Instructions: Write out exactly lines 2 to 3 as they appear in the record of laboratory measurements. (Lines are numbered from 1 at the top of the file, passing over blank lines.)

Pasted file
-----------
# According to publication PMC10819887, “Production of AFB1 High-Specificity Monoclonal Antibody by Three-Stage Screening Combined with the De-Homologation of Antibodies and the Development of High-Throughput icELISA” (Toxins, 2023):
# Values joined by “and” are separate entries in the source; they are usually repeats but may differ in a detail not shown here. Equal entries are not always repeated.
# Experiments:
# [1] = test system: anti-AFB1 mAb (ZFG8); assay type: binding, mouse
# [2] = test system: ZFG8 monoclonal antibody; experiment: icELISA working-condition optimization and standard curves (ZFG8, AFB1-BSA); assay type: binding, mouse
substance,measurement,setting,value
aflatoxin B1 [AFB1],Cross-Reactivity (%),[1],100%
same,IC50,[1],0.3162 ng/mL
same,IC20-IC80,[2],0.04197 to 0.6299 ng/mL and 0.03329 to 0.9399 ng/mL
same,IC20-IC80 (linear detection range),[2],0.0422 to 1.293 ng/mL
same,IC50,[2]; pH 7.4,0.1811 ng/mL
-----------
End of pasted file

# Values joined by “and” are separate entries in the source; they are usually repeats but may differ in a detail not shown here. Equal entries are not always repeated.
# Experiments: